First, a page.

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A 13-year-old Chinese boy was home alone for 66 days in Kunshan in eastern China while his parents got caught up in a coronavirus lockdown in Shanghai. As the South China Morning Post reported, the boy took care of himself as well as his family’s dog and cat. The boy’s parents organized food deliveries for him but those visits stopped in April for several weeks when officials imposed a lockdown on Kunshan, too.
Stories like this one are proliferating as Chinese President Xi Jinping presses on with his “zero covid” strategy that aims to eliminate the coronavirus in the country. The draconian lockdowns, forced detentions based on close contacts, even when people test negative, and lack of services like food deliveries for folks in quarantine has frustrated citizens, wrote Reuters.
Videos have circulated showing people scuffling against hazmat suit-wearing public health officials and police officers who are ordering them to comply with the government’s orders, CNN added.
And earlier this month, internet users in China overwhelmed censors with a six-minute viral video called, “Voices of April” that aired footage and audio recordings of some of the most desperate moments of the lockdown, the Washington Post reported. Other videos that briefly aired online included footage of residents banging pots and pans in protest of food shortages and musicians playing “Do You Hear the People Sing” from the musical Les Misérables.
Meanwhile, botanists in Shanghai have urged hungry residents stuck inside their homes not to dig up roots and other plants around their apartment complexes lest they poison themselves. “It was eerily reminiscent of the desperate times of the Great Leap Forward, a period when China saw mass famine from 1959-1961 when the bark was stripped from trees by starving people,” explained Foreign Policy magazine.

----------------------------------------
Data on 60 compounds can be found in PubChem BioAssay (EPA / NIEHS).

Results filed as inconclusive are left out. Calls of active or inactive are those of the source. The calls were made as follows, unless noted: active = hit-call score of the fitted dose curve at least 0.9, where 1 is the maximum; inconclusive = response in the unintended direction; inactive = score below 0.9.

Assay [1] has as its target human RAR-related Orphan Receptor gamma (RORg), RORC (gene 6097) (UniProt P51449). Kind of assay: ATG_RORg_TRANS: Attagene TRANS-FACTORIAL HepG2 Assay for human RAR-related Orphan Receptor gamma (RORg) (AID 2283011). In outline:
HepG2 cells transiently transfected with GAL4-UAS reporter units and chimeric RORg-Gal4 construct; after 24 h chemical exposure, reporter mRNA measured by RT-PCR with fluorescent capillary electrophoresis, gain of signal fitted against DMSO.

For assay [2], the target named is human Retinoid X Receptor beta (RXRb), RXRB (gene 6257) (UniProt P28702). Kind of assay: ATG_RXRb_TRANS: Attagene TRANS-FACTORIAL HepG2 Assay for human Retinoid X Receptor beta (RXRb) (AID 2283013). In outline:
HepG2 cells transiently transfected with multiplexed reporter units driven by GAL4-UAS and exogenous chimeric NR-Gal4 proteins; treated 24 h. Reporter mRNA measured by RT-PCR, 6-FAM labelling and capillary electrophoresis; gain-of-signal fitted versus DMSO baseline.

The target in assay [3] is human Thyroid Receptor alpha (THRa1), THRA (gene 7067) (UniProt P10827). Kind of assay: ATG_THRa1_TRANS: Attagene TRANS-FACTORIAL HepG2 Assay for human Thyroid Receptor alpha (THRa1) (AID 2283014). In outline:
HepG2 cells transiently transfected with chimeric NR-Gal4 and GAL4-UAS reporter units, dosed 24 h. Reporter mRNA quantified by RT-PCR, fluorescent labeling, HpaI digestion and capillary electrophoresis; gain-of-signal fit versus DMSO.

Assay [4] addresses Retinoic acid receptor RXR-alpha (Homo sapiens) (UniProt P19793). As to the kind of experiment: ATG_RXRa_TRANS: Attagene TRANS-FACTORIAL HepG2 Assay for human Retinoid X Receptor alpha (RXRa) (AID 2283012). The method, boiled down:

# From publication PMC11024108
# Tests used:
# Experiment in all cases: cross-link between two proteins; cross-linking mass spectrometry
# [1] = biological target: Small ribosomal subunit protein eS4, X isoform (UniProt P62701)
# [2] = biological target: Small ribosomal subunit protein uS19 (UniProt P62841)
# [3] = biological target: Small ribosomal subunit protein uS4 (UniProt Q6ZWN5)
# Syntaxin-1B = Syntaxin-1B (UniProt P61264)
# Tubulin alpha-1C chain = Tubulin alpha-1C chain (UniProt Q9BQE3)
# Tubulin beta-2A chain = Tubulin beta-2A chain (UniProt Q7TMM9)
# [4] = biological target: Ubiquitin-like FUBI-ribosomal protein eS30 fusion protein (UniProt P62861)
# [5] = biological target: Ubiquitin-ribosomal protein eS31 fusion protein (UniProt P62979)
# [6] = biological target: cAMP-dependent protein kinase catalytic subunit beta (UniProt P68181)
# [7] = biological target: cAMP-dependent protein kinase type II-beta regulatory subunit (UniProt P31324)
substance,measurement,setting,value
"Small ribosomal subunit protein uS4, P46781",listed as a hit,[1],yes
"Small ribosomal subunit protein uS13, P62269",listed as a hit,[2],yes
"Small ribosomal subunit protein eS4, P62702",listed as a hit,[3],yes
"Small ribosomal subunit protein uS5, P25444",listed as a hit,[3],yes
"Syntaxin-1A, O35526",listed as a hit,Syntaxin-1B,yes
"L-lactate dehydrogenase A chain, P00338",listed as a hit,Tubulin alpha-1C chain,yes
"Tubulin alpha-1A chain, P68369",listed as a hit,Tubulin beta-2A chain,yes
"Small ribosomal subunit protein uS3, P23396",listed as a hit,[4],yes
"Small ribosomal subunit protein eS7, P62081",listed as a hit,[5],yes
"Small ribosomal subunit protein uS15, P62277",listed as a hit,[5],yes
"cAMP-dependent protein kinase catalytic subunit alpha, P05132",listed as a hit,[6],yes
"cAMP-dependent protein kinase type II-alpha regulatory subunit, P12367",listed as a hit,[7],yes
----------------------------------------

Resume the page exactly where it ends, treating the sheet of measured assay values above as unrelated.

Xi’s zero Covid-19 policy has ramifications that reach far beyond China, too. As Axios explained, much of the world depends not only on Chinese factories to make and export goods but also on Chinese customers to buy and import stuff.
The overheating post-pandemic economy, the Russian invasion of Ukraine and the economic impact of locking down Shanghai, Beijing and other cities in China have taken a toll on global supply chains, according to CNBC. Slumping demand in China has suppressed copper prices worldwide, for example. A drop-off in Chinese consumption has even put downward pressure on oil prices late last month, Al Jazeera added, even as the cost of oil skyrocketed.
An open question is whether the crisis will undermine Xi. Covid-19 might have helped the Chinese leader focus on domestic issues rather than on his closeness with Russian President Vladimir Putin. But, as the Diplomat noted, the lockdowns, along with border clashes with India, tensions over Taiwan, criticism of China’s policies in the South China Sea and a generally slowing economy have put enormous pressure on Xi to find a way back to health, security and prosperity.
Whether the lockdowns prove to be worth it is an open question. Some believe, however, that it might have already cost Xi by weakening his hold on the country.